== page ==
Dynamics of fertility impairment in childhood brain tumour survivors.

C. Pfitzer*, C. M. Chen, T. Wessel, T. Keil, A. Sörgel, T. Langer, D. Steinmann, A. Borgmann-Staudt

*Corresponding author for this work
8 Citations (Scopus)


Fertility impairment and recovery after chemo- and radiotherapy have been reported in both male and female childhood cancer survivors, but little is known about the dynamics. Our aim, therefore, was to describe the development of fertility impairment and possible recovery in childhood brain tumour survivors. In this longitudinal study, we included 144 survivors, who were treated in two German paediatric oncology centres between 2000 and 2005. Fertility parameters were retrieved from medical records up to 12 years after diagnosis. Participants with age ≥13 years and formerly cranial irradiation ≥30 Gray (n = 23), including 83 % (n = 19) with craniospinal irradiation ≥30 Gray, had a higher median FSH concentration compared to 29 patients without chemoradiotherapy: 8.3 IU/l (IQR 6.5-11.2) versus 4.1 IU/l (IQR 3.2-5.1) 2 years after initial treatment; 8.9 IU/l (IQR 8.5-10.8) versus 4.2 IU/l (IQR 2.4-6.7) after 8 years; and 7.1 IU/l (IQR 6.7-7.7) versus 3.5 IU/l (IQR 2.8-4.2) after 10 years. Altogether, 11/65 women reported the occurrence of amenorrhoea 6.0 years (range 1-10) after diagnosis. Five of these women later developed a regular menstrual cycle without hormone replacement therapy. Patients' chance of recovery from fertility impairment was increased with time since diagnosis (p = 0.074). Signs of fertility impairment such as amenorrhoea and elevated FSH levels were observed at variable time points between 1 and 12 years after chemoradiotherapy. Decreasing FSH levels were observed 1-7 years after elevation and were interpreted either as an atrophy of the pituitary gland or as recovery from fertility impairment.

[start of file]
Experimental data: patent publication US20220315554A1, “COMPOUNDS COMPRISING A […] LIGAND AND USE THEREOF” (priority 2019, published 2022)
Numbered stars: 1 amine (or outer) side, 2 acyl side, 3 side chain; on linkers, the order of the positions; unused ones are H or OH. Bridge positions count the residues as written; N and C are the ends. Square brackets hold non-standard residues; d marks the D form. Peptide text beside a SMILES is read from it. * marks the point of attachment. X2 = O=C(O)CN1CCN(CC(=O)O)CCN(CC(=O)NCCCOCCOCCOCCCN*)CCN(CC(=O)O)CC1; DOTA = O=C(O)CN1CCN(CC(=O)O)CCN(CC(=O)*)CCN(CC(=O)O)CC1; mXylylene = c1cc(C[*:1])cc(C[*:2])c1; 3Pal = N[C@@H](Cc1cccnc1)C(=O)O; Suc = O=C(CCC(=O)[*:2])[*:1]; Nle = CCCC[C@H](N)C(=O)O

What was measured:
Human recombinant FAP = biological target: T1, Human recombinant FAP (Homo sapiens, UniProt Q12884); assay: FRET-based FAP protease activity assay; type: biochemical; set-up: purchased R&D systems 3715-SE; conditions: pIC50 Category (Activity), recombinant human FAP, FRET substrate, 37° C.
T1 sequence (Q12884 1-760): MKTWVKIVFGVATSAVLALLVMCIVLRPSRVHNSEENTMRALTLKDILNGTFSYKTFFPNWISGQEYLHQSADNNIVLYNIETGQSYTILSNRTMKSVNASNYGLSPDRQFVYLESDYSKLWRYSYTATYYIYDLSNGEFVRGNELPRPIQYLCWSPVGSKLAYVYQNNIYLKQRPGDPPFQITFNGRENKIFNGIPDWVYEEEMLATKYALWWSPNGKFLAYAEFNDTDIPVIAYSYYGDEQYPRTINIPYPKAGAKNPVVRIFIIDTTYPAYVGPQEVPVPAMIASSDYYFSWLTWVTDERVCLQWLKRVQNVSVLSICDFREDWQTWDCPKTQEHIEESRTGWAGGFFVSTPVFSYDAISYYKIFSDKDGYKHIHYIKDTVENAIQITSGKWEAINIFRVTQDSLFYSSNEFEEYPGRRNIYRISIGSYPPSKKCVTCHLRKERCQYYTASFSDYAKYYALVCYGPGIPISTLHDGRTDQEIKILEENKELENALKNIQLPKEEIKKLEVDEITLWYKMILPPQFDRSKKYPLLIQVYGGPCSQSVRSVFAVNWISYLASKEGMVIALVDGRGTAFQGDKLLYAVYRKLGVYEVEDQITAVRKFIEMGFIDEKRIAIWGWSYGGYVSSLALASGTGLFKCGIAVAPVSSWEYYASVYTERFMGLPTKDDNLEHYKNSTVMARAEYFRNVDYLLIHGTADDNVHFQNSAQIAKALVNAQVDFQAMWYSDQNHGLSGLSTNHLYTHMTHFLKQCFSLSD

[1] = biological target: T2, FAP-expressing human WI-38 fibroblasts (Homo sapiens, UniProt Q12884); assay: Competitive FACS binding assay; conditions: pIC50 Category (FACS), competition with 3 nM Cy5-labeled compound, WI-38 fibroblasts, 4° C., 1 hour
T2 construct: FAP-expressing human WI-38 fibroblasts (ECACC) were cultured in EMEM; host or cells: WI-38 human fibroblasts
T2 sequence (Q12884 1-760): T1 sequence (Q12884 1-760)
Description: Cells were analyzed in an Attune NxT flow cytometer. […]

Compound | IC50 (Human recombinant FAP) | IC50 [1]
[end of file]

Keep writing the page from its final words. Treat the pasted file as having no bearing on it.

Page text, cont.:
Original languageEnglish
JournalJournal of Cancer Research and Clinical Oncology
Issue number10
Pages (from-to)1759-1767
Number of pages9
Publication statusPublished - 10.2014

Research Areas and Centers

  • Academic Focus: Center for Brain, Behavior and Metabolism (CBBM)


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